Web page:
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One day I woke up and realized that my daughter would soon be leaving home—and that there was still so much I needed to say. So I started writing down the lessons that I wanted her to remember. That collection eventually grew to 365 original proverbs divided into eight categories: Character, Values, Love & Marriage, Sound Thinking, Practical Tips, Success, and The God Factor. The book begins with a heartfelt note from Dad to Daughter, and each chapter features a brief but deeply personal introduction.

Now that my own daughter is all grown up with a child of her own, this seemed like a good time to invite others to share whatever wisdom is contained in this collection. Though written for a young lady, few of the proverbs are actually gender-specific, and the timeless principles they embody point the way to a life well-lived, whether you belong to the greatest generation or the latest generation.


To My Darling Daughter:

All too soon now you’ll be leaving home, and your mom and I are desperately engaged in the ultimately impossible task of packing your soul’s suitcase full of everything you’ll need for the journey. This we do according to the ancient tradition of humankind—mothers nag and fathers give unsolicited advice. You’ve probably noticed.

Of all the wonderful things I hope for you the greatest is
godliness. Indeed, to be like God is the highest human aspiration, and only in that pursuit will you find your true self. But godliness is more than goodness; it is also wisdom. What follows is just a little starter kit for you to build on.

I suppose that wisdom itself is infinite, but, alas, mine is not. Even so, the time is too short for me to impart to you even that fraction of truth I think I’ve sorted out. So I borrowed God’s idea of writing down the things He really wanted us to remember and noted some of the lessons I’d like you to keep in mind.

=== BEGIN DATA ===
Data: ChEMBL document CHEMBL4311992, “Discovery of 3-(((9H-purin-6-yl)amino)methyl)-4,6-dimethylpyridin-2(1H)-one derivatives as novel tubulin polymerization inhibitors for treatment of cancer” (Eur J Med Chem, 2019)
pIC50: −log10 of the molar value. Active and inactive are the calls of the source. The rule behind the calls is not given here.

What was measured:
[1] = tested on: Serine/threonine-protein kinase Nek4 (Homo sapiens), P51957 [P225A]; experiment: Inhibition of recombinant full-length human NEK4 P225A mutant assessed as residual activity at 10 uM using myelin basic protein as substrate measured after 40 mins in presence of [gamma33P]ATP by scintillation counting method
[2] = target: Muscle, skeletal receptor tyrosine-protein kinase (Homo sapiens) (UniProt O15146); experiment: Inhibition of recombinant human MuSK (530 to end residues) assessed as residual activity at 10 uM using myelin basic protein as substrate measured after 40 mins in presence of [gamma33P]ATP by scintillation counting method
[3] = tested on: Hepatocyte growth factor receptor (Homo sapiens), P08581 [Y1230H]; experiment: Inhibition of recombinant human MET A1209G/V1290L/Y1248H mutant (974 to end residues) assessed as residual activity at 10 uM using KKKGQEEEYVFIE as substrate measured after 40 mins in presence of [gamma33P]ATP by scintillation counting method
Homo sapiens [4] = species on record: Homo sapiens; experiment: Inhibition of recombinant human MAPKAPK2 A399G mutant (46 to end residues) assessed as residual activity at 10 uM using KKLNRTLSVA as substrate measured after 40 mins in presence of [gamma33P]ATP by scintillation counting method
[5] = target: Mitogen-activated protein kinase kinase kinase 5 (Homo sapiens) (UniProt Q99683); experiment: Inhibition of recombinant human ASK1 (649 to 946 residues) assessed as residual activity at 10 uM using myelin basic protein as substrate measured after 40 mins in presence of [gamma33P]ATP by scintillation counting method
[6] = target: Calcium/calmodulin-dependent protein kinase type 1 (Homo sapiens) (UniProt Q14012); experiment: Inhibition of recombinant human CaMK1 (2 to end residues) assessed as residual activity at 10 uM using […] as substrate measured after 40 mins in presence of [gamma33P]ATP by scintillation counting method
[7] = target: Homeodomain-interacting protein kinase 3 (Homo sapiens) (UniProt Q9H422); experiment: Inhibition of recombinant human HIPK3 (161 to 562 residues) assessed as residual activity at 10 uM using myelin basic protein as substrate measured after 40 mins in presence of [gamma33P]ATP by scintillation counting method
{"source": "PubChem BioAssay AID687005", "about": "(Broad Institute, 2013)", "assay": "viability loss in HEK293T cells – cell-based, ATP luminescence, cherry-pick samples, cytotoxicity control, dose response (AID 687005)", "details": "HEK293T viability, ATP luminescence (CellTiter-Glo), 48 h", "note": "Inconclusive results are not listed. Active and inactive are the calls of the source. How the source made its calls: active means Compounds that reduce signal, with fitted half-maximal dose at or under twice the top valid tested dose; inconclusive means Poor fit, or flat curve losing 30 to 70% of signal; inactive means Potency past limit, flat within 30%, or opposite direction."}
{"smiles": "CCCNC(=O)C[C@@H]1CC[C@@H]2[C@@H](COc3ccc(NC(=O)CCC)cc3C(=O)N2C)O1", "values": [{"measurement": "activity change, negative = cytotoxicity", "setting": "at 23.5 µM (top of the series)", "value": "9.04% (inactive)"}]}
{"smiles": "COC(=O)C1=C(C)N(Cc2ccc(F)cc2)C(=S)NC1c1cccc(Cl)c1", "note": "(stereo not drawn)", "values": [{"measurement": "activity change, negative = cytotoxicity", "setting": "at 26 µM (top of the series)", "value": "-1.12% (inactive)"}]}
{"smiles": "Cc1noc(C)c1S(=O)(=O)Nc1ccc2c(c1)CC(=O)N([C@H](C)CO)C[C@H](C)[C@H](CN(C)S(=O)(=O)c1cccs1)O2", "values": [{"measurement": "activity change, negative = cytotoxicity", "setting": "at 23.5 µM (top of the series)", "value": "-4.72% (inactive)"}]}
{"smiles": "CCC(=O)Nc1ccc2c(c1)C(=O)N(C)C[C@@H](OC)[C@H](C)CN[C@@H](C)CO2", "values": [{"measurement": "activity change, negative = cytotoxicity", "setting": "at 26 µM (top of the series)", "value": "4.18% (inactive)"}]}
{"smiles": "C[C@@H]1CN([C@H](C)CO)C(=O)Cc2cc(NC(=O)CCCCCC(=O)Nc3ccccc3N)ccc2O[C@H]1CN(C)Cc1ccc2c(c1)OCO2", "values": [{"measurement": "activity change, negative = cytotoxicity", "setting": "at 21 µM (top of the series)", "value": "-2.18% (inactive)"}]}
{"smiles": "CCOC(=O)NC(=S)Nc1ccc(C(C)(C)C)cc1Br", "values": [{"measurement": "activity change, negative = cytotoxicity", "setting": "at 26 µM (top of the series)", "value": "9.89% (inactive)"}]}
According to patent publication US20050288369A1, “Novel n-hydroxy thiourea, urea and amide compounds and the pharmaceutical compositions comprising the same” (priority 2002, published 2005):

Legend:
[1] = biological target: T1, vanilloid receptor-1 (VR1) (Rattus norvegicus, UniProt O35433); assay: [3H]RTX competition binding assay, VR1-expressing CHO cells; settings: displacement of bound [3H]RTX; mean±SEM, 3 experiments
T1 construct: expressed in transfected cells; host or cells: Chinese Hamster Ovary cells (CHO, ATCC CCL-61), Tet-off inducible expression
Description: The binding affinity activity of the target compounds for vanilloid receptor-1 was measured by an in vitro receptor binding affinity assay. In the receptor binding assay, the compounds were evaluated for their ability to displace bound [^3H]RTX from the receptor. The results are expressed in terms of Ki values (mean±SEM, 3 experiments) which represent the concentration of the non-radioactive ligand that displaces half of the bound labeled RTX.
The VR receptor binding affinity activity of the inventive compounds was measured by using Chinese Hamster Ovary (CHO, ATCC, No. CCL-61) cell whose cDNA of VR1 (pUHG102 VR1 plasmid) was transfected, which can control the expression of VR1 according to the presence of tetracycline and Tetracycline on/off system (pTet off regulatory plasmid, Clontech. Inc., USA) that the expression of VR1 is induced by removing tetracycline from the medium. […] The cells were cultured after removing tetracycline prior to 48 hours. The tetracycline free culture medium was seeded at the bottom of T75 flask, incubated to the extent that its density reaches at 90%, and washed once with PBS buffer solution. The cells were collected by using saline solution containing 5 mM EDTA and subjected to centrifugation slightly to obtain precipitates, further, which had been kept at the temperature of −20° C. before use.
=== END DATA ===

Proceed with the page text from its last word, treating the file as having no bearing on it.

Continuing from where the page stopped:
These are not other people’s proverbs that I have collected but, rather, a few pieces of my own heart to yours. Of course, whatever truth is contained in these sayings didn’t originate with me; I merely stumbled upon it. Keep in mind that they are proverbs and, as such, generalizations. I’ll leave it to your own enlightened common sense to recognize the exceptions.

These 365 sayings amount to one a day for an entire year. I hope, though, that when you finish reading them you’ll start over, so that we can always be together, even when we’re far apart.




Sample Proverbs:
  • Pride quite naturally leads to prejudice, for those who think too much of themselves cannot resist thinking too little of others.
  • Habits that you control are virtues. Habits that control you are vices.
  • In reality, cleanliness is nowhere near to godliness. Nevertheless, it's still well ahead of filth.
  • Style can be expensive. Good taste is free.
  • Be a contributor or be somewhere else.
  • Fun is morally ambidextrous.
  • Marriage is forever, so when choosing a partner exercise at least as much caution as you would use if you had to pick a permanent hairstyle.
  • If you ignore injustice you become a moral accessory to its consequences.
  • Think critically but speak kindly.
  • The faith that is not hastily placed is not easily shaken.
  • Beware of logical lies.
  • Don't spend a lot of time to save a little bit of money.
  • When applying for a job—the younger you are, the more important it is to dress conservatively.
  • Don't mix apologies with excuses.
  • Shoulder the criticism; share the compliments.
  • When you greet an older man, shake his hand firmly. He'll be favorably impressed.
  • When your plans have failed talk to an optimist. When you feel that your plans are foolproof talk to a pessimist.
  • The worst thing you can say when you're angry is that which you're most likely to speak.
  • It's more important to prioritize than to organize. Doing your work efficiently does not mean that you are doing important work.
  • There is no safe passage to the extraordinary.
  • Fear is the fence around the world you live in.
  • Prayer is designed to be a first step in every activity of life, not a last resort.
  • Bad things do not come into our lives simply so that God can take them away, but so that he can show us that he matters more than anything else.